Android 4.4 KitKat comes pre-installed and should look pretty familiar to Sony fans, as it sports the usual Xperia overlay. As well as a visual makeover, you get a handful of extra features such as Small Apps (allows you to multi-task by running apps side-by-side) and Sony’s collection of custom apps.

If you don’t use any of Sony’s services, or have a collection of fellow Sony gizmos cluttering your pad, then these extras are basically just bloatware. But if you happily toss your cash at Sony for its media streaming/download services then all of the gateway apps are ready and waiting, and you can use NFC to connect with your telly, speakers and so on.

Sony has thankfully found room for 4G support too, so you can browse the web at a decent speed. You get 8GB of built-in storage, and there’s a microSD memory card slot to expand.

Sony Xperia T3 performance and battery life: Mid-ranger

A SnapDragon 400 quad-core processor powers the Sony Xperia T3, backed up by 1GB of RAM. and it comfortably handles Android KitKat as well as HD video playback and the latest games.

I did see the occasional weird glitch when using the Xperia T3, which I never quite managed to resolve. For instance, a couple of my apps delighted in crashing at specific points, even when freshly reinstalled, and the Chrome browser also occasionally froze or threw up blank pages without explanation. Still, these little episodes were infrequent enough that they didn’t kick off a full-on rage fit.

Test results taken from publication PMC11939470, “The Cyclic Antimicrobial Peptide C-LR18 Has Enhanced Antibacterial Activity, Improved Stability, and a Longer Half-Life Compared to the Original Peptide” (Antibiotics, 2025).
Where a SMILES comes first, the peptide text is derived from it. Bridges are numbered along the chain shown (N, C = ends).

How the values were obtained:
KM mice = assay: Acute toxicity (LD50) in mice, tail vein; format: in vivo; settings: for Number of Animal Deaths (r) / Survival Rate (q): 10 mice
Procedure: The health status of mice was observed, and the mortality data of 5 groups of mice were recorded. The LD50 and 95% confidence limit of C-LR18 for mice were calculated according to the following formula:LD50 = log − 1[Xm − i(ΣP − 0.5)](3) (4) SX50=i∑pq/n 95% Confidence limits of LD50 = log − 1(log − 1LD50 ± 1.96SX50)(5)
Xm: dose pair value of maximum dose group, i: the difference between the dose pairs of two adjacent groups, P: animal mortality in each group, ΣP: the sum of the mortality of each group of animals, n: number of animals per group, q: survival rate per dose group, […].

Battery life is quite respectable considering the size of the Xperia T3’s screen. I got a full day of use from each charge, or five hours of video streaming before the screen went black. That’s about average for a modern smartphone.

Sony Xperia T3 camera: Superior shooter

It’s good to see Sony’s Exmor sensor tech wedged into the 8-megapixel camera, complete with the excelent Superior Auto mode which takes attractive photos in almost any light. You don’t get the same level of detail as Xperia Z2 photos, of course, but our snaps generally came out well-lit with enough clarity to enjoy on a decent-sized monitor or telly. Only in dimly-lit interiors did we occasionally struggle, especially when our subject wouldn’t keep still – good thing there’s a flash to help out.


You can drop to full manual mode to activate features such as HDR, and change resolution. There’s a handful of other modes chucked in too, including the weirdly addictive AR mode, which throws virtual dinosaurs or elves into your shot. And you can film 1080p video too, complete with a nifty Steady Shot feature that helps to cut any wobble from your home movies.

Also worth a mention is the front-facing 1.1-megapixel snapper, which can be used for those essential selfies. Sony’s even thrown in a ‘Portrait retouch’ mode, which adds terrifying virtual effects to your self-portraits.


The rather terrifying results of Sony Portrait retouch mode. Party (left) and tan (right).

Sony Xperia T3 verdict

If you’re craving a phablet-sized screen for consuming apps and media, the Sony Xperia T3 is a reasonably affordable solution. It packs all the features you’d expect, including 4G support and a capable 8-megapixel camera. It’s just a shame that the screen isn’t 1080p to make the most of that space, so sticklers for a gorgeous display will be better served by the mammoth Xperia Z Ultra.